Hence, adjustments are made to address changing market conditions and higher mortgage rates, including increased use of incentives and reduced home sizes for better affordability.
Generally speaking, this is bad for margins. However, the company’s margins remained stable.
- In the fourth quarter, homebuilding SG&A expenses increased by 2% from the previous year. As a percentage of revenues, it decreased by ten basis points compared to the same quarter in the prior year, reaching 6.6%.
- For the full year, homebuilding SG&A was 7.1% of revenues, up by 30 basis points from fiscal 2022. The company aims to control SG&A while ensuring it adequately supports the business.
Related to this, the company believes it is well-positioned with experienced operators, flexible lot supply, and strong capital and liquidity positions.
Lot management is a big part of its financial flexibility.
As of September 30, the homebuilding lot position consisted of approximately 568,000 lots, with 25% owned and 75% controlled through purchase contracts. Notably, 35% of owned lots are finished, and 54% of controlled lots will be finished upon purchase.
The company’s goal is to generate strong cash flows and consistent returns.
The approach to investing capital will remain disciplined, with a commitment to enhancing long-term value. Capital will be returned to shareholders through dividends and share repurchases.
During the fourth fiscal quarter, the company repurchased 3.5 million shares of common stock for $423 million. The full-year repurchases totaled 11.1 million shares for $1.2 billion, reducing the outstanding share count by 3%.
The Board of Directors authorized the repurchase of up to $1.5 billion of common stock in October. The quarterly cash dividend was increased by 20% to $0.30 per share.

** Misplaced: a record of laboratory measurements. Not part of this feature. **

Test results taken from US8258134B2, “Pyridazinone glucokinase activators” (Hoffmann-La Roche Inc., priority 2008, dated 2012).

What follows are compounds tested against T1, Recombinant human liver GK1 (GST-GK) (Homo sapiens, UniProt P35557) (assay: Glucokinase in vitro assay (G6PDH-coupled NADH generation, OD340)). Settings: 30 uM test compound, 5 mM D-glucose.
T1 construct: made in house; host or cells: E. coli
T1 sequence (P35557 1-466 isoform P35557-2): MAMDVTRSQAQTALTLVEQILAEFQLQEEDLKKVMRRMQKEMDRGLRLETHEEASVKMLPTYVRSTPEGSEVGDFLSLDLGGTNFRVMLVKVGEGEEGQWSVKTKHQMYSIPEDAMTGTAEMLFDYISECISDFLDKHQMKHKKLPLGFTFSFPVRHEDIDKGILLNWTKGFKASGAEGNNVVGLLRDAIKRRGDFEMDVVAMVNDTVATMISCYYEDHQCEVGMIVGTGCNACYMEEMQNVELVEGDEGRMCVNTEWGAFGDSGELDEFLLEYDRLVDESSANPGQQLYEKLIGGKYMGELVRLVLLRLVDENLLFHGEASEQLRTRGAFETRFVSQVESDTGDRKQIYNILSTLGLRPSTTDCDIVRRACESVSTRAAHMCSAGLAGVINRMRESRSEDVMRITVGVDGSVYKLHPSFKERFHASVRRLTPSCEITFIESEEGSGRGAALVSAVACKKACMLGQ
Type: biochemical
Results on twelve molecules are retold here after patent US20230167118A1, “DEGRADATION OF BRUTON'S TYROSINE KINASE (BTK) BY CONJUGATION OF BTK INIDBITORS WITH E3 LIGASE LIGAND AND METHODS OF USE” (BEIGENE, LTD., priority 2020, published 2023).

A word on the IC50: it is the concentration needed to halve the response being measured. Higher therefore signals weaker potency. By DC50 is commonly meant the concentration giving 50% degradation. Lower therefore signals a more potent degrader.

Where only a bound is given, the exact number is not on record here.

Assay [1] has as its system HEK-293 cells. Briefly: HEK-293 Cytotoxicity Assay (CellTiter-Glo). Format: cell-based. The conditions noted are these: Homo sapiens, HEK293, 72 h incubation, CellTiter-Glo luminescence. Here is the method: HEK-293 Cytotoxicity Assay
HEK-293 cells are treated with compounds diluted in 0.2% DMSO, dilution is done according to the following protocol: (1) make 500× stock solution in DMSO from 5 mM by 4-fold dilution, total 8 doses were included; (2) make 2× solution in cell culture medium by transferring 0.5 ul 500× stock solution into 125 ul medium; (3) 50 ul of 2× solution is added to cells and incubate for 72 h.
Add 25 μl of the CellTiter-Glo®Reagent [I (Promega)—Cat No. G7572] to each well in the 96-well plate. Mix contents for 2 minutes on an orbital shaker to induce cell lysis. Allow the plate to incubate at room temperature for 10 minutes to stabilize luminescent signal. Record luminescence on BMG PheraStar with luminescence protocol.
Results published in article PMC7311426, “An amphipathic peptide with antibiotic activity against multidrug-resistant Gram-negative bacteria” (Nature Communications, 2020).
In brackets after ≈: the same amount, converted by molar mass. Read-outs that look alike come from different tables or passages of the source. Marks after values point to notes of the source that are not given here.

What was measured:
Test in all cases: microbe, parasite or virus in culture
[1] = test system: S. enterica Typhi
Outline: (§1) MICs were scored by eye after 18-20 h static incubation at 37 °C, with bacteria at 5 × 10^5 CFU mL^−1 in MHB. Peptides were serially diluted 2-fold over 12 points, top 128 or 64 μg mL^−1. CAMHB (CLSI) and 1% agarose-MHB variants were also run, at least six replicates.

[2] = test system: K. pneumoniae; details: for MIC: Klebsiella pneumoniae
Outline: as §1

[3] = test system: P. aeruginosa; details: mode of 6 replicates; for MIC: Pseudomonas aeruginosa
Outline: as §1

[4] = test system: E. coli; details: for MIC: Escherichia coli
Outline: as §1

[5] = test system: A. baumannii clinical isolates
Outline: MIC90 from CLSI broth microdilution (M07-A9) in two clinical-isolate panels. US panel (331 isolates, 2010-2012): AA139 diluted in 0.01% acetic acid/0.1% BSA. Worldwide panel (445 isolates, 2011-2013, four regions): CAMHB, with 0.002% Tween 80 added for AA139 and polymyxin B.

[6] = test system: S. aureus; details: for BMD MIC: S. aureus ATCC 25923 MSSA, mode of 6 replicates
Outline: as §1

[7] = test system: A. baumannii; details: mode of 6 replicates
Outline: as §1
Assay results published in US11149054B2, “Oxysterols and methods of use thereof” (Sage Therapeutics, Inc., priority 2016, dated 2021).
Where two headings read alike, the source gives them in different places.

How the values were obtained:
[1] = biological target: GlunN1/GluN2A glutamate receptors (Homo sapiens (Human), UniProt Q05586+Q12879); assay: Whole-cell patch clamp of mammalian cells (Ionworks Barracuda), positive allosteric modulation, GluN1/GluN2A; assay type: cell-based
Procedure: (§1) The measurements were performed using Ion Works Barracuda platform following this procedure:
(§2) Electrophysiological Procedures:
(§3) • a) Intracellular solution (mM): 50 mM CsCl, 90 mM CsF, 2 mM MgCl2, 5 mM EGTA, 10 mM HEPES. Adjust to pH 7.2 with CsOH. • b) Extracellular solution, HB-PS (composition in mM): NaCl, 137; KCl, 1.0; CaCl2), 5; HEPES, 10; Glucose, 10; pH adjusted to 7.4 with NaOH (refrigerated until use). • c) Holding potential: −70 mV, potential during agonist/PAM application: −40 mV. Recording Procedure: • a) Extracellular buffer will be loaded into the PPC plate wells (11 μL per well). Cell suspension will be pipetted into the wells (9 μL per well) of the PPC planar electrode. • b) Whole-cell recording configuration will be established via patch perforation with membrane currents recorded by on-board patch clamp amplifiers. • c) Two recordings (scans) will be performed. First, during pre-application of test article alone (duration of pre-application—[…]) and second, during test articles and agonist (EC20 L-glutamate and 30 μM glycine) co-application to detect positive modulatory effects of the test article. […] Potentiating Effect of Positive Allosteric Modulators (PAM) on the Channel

The dividend yield is 1.0%.
It maintains a BBB+ (one step below the A-range) credit rating with consolidated liquidity of $7.5 billion, making DHI one of the most financially stable homebuilders in the U.S.
Going into next year, the company expects challenging market conditions in the first quarter of fiscal 2024, with consolidated revenues projected at $7.4 to $7.6 billion.
Anticipated homes closed by homebuilding operations range from 18,500 to 19,000.
The full-year outlook includes consolidated revenues of $36 to $37 billion, with homes closed between 86,000 and 89,000. Cash flow from homebuilding operations is expected to be approximately $3 billion.
Analysts expect the company to grow earnings per share by 1%. Next year, EPS is expected to grow by 11%, followed by an increase of 15% in 2025.
Having said that, based on these numbers, the stock could rise to almost $200 based on a return to its multi-decade normalized P/E ratio of 10.8x. Currently, DHI trades at a blended P/E ratio of just 8.7x.
The problem is that these numbers rely on a favorable macro environment.
Given current trends and what I discussed in the first half of this article, it’s not something I’m willing to bet on.
I know that many will disagree with me, which is fine, but I just cannot get myself to buy homebuilders unless we get a 20% to 30% sell-off.
The Fed just made clear that it will prioritize fighting inflation over economic stability, which does not bode well for homebuilders – and the market in general.
However, I did put DHI on my watchlist, as it’s a homebuilder that could add great value to my portfolio.
Despite a tough housing market and inflationary pressures, D.R. Horton reported a 39% increase in net sales orders, demonstrating elevated demand for affordable housing.
The company strategically addresses changing market conditions and higher mortgage rates, maintaining stable margins.
With a disciplined approach to capital, strong financial stability, and a focus on shareholder value, D.R. Horton sets itself apart.
While market conditions pose challenges, the company’s outlook remains positive, supported by analysts’ expectations of future earnings growth.
The stock’s potential, however, hinges on a favorable macro environment, a factor that could turn into a headwind if economic growth further deteriorates before the Fed has reached its inflation target.
Hence, I remain on the sidelines to wait for a better risk/reward.